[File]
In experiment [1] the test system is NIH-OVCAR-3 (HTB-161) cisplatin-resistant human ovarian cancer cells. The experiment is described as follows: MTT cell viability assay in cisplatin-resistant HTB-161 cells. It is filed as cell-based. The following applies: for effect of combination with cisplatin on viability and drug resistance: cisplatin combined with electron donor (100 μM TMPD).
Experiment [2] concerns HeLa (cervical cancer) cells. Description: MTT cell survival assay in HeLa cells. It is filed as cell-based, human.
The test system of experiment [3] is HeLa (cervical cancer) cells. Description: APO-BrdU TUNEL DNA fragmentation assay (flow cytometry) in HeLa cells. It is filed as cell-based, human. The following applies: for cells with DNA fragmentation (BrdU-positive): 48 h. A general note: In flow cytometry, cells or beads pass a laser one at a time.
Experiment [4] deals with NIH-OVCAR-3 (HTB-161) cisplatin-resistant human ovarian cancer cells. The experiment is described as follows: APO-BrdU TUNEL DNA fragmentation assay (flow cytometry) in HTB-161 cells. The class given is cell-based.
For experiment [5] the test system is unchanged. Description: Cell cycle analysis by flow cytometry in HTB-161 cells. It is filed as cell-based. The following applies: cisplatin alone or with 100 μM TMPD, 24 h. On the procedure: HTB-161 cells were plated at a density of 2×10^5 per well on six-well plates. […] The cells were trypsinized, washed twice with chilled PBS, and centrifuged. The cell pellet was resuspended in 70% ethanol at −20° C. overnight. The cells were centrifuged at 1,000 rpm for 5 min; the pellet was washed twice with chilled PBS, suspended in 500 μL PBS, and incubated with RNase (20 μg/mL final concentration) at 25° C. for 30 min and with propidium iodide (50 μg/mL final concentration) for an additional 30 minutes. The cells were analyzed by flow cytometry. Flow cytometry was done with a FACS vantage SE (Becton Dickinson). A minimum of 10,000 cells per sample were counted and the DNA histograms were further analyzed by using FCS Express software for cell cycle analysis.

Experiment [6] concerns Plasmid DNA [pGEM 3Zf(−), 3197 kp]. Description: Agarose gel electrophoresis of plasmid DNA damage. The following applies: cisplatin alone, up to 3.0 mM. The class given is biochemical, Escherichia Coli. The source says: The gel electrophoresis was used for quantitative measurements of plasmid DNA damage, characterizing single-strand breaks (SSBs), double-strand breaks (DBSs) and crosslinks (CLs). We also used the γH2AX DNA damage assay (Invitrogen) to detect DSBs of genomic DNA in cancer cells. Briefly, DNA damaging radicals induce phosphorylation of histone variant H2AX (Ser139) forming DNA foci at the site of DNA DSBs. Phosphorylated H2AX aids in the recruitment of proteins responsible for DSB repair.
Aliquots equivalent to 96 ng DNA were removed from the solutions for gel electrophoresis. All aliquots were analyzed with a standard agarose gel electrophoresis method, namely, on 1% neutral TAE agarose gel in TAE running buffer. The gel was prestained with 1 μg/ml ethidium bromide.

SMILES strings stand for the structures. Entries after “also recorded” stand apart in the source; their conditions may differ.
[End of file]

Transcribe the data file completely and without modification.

In experiment [1] the test system is NIH-OVCAR-3 (HTB-161) cisplatin-resistant human ovarian cancer cells. The experiment is described as follows: MTT cell viability assay in cisplatin-resistant HTB-161 cells. It is filed as cell-based. The following applies: for effect of combination with cisplatin on viability and drug resistance: cisplatin combined with electron donor (100 μM TMPD).
Experiment [2] concerns HeLa (cervical cancer) cells. Description: MTT cell survival assay in HeLa cells. It is filed as cell-based, human.
The test system of experiment [3] is HeLa (cervical cancer) cells. Description: APO-BrdU TUNEL DNA fragmentation assay (flow cytometry) in HeLa cells. It is filed as cell-based, human. The following applies: for cells with DNA fragmentation (BrdU-positive): 48 h. A general note: In flow cytometry, cells or beads pass a laser one at a time.
Experiment [4] deals with NIH-OVCAR-3 (HTB-161) cisplatin-resistant human ovarian cancer cells. The experiment is described as follows: APO-BrdU TUNEL DNA fragmentation assay (flow cytometry) in HTB-161 cells. The class given is cell-based.
For experiment [5] the test system is unchanged. Description: Cell cycle analysis by flow cytometry in HTB-161 cells. It is filed as cell-based. The following applies: cisplatin alone or with 100 μM TMPD, 24 h. On the procedure: HTB-161 cells were plated at a density of 2×10^5 per well on six-well plates. […] The cells were trypsinized, washed twice with chilled PBS, and centrifuged. The cell pellet was resuspended in 70% ethanol at −20° C. overnight. The cells were centrifuged at 1,000 rpm for 5 min; the pellet was washed twice with chilled PBS, suspended in 500 μL PBS, and incubated with RNase (20 μg/mL final concentration) at 25° C. for 30 min and with propidium iodide (50 μg/mL final concentration) for an additional 30 minutes. The cells were analyzed by flow cytometry. Flow cytometry was done with a FACS vantage SE (Becton Dickinson). A minimum of 10,000 cells per sample were counted and the DNA histograms were further analyzed by using FCS Express software for cell cycle analysis.

Experiment [6] concerns Plasmid DNA [pGEM 3Zf(−), 3197 kp]. Description: Agarose gel electrophoresis of plasmid DNA damage. The following applies: cisplatin alone, up to 3.0 mM. The class given is biochemical, Escherichia Coli. The source says: The gel electrophoresis was used for quantitative measurements of plasmid DNA damage, characterizing single-strand breaks (SSBs), double-strand breaks (DBSs) and crosslinks (CLs). We also used the γH2AX DNA damage assay (Invitrogen) to detect DSBs of genomic DNA in cancer cells. Briefly, DNA damaging radicals induce phosphorylation of histone variant H2AX (Ser139) forming DNA foci at the site of DNA DSBs. Phosphorylated H2AX aids in the recruitment of proteins responsible for DSB repair.
Aliquots equivalent to 96 ng DNA were removed from the solutions for gel electrophoresis. All aliquots were analyzed with a standard agarose gel electrophoresis method, namely, on 1% neutral TAE agarose gel in TAE running buffer. The gel was prestained with 1 μg/ml ethidium bromide.

SMILES strings stand for the structures. Entries after “also recorded” stand apart in the source; their conditions may differ.